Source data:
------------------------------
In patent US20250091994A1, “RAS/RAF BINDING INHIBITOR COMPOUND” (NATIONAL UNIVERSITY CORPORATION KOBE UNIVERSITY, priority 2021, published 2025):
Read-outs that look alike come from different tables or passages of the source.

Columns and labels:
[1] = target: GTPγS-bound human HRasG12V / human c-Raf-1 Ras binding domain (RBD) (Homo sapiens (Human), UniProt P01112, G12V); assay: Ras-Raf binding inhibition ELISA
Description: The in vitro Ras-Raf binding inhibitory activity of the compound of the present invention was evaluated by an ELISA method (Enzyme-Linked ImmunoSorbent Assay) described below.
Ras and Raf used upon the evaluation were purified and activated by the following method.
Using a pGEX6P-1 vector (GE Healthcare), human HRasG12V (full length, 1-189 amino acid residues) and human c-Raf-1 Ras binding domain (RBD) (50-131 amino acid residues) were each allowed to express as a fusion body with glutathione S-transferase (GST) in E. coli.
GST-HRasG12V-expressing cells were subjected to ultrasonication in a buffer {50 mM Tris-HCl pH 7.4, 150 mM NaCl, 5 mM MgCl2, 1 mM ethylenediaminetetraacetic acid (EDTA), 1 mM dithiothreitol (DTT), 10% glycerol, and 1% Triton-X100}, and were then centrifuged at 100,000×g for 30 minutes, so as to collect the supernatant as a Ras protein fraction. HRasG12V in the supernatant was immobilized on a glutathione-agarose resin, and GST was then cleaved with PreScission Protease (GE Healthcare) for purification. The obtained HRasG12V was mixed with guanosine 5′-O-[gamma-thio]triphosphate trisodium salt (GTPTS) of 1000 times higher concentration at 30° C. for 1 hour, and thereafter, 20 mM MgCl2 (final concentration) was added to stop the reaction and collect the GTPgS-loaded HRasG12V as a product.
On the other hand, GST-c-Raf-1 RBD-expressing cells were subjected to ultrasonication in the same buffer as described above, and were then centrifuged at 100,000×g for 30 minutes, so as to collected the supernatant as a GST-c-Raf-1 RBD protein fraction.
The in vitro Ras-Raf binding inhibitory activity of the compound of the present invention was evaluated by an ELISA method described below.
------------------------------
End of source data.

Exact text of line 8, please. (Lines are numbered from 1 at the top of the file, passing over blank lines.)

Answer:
GST-HRasG12V-expressing cells were subjected to ultrasonication in a buffer {50 mM Tris-HCl pH 7.4, 150 mM NaCl, 5 mM MgCl2, 1 mM ethylenediaminetetraacetic acid (EDTA), 1 mM dithiothreitol (DTT), 10% glycerol, and 1% Triton-X100}, and were then centrifuged at 100,000×g for 30 minutes, so as to collect the supernatant as a Ras protein fraction. HRasG12V in the supernatant was immobilized on a glutathione-agarose resin, and GST was then cleaved with PreScission Protease (GE Healthcare) for purification. The obtained HRasG12V was mixed with guanosine 5′-O-[gamma-thio]triphosphate trisodium salt (GTPTS) of 1000 times higher concentration at 30° C. for 1 hour, and thereafter, 20 mM MgCl2 (final concentration) was added to stop the reaction and collect the GTPgS-loaded HRasG12V as a product.